[Marxism] The Bush dynasty

Louis Proyect lnp3 at panix.com
Mon Feb 9 07:47:49 MST 2004


NY Review of Books, Volume 51, Number 3 · February 26, 2004

The Wars of the Texas Succession
By Paul Krugman

American Dynasty: Aristocracy, Fortune, and the Politics of Deceit in 
the House of Bush
by Kevin Phillips
Viking, 397 pp., $25.95

The Price of Loyalty: George W. Bush, the White House, and the Education 
of Paul O'Neill
by Ron Suskind
Simon and Schuster, 348 pp., $26.00

1.
Here's a true story that came too late to make it into Kevin Phillips's 
American Dynasty: Aristocracy, Fortune, and the Politics of Deceit in 
the House of Bush, but it fits perfectly with its thesis. As all the 
world knows, Halliburton, the company that made Dick Cheney rich, has 
been given multibillion-dollar contracts, without competitive bidding, 
in occupied Iraq. Suspicions of profiteering are widespread; critics 
think they have found a smoking gun in the case of gasoline imports. For 
Halliburton has been charging the US authorities in Iraq remarkably high 
prices for fuel—far above local spot prices.

The company denies wrongdoing, saying that its prices in Baghdad reflect 
the prices it has to pay its Kuwaiti supplier. That's not quite true; 
Halliburton's reported expenses for transporting gasoline are, for some 
reason, much higher than anyone else's. But the real question is why 
Halliburton chose that particular supplier—a company with little 
experience in the oil business, mysteriously selected as the sole source 
of gasoline after what appears to have been a highly improper bidding 
procedure. Why did it get the job? We don't know. But it's interesting 
to note that the company appears to be closely connected with the 
al-Sabahs, Kuwait's royal family. And the al-Sabahs, in turn, have in 
the past had close business ties with the Bush family, in particular the 
President's brother Marvin.

In any previous administration—at least any administration of the past 
seventy years—this sort of incestuous relationship among foreign 
governments, private businesses, and the personal fortunes of people in 
or close to the US government would have been considered unusual and 
prima facie scandalous. What we learn from Kevin Phillips's new book, 
however, is that this kind of intertwining of public policy and personal 
self-interest has been standard operating procedure not just for George 
W. Bush, but for his entire family.

American Dynasty and Ron Suskind's new book, The Price of Loyalty, can 
be seen as a second wave of Bush critiques. The first wave, exemplified 
by Molly Ivins's Bushwhacked, Joe Conason's Big Lies, and David Corn's 
The Lies of George W. Bush, described what Bush has been doing these 
past three years. But they offered only scant explanations of how and 
why the Bush administration does what it does. (I made a brief stab at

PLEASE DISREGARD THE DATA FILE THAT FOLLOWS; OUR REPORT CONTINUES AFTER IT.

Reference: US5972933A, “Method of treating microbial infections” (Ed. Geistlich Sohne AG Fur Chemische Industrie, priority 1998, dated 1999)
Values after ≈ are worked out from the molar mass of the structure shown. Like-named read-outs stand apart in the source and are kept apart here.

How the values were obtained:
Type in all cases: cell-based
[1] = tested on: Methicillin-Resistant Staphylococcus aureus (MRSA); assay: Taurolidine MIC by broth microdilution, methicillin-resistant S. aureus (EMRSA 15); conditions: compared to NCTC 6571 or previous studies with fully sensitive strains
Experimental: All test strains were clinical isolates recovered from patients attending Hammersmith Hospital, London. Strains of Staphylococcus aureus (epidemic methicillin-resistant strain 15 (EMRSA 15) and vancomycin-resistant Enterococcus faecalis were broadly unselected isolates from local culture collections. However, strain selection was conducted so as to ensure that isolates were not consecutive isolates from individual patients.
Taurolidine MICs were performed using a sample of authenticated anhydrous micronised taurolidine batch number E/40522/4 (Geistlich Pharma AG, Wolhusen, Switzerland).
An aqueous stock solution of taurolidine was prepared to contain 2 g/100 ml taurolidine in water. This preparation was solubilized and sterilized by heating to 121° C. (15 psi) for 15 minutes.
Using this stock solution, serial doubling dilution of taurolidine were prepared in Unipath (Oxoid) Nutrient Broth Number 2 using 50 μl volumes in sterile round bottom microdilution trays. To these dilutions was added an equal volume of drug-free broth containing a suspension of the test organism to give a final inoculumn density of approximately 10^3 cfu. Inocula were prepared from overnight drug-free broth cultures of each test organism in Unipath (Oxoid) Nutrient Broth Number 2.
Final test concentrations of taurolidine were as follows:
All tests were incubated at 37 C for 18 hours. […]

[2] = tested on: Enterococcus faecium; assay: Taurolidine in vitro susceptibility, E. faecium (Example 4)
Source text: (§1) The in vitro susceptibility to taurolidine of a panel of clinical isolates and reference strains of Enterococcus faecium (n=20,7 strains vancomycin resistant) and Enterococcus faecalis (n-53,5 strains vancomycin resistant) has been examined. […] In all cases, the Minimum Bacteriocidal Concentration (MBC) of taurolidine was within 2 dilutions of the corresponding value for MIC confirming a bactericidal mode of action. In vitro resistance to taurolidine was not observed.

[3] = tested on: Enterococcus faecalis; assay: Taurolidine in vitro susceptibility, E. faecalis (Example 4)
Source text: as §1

an explanation in the introduction to my own The Great Unraveling, but 
it was no more than a sketch.)

The new books go deeper into the agonizing question of what is happening 
to our country. Ron Suskind—an investigative reporter with a knack for 
getting insiders to tell what they know—offers a detailed, deeply 
disturbing look at how the Bush administration makes policy. Kevin 
Phillips—a former Republican strategist who feels that his party has 
betrayed the principles he supported—investigates the history of the 
Bush clan, and argues that this family history provides the key to 
understanding George W.'s motives and even his technique of governing.

Phillips is well aware that some will dismiss his work as "conspiracy 
theory." But as he says, such taunts shouldn't prevent us from looking 
at the family history of the people who now rule us:

"Worries about conspiracy thinking should not inhibit inquiries in a way 
that blocks sober examination, which often more properly identifies some 
kind of elite behavior familiar to sociologists and political scientists 
alike."

To that end, Phillips offers

"an unusual and unflattering portrait of a great family (great in power, 
not morality) that has built a base over the course of the twentieth 
century in the back corridors of the new military-industrial complex and 
in close association with the growing intelligence and national security 
establishments."

And George W. Bush, as the scion of this dynasty, is the first president 
to, in effect, inherit the office. For four generations the Bush family 
has thrived by exploiting its political connections, especially in the 
secret world of intelligence, to get ahead in business, as well as 
exploiting its business connections, especially in finance and oil, to 
get ahead in politics. And whatever the public and the pundits may have 
thought about the 2000 election, for the Bushes it was a royal restoration.

full: http://www.nybooks.com/articles/16911

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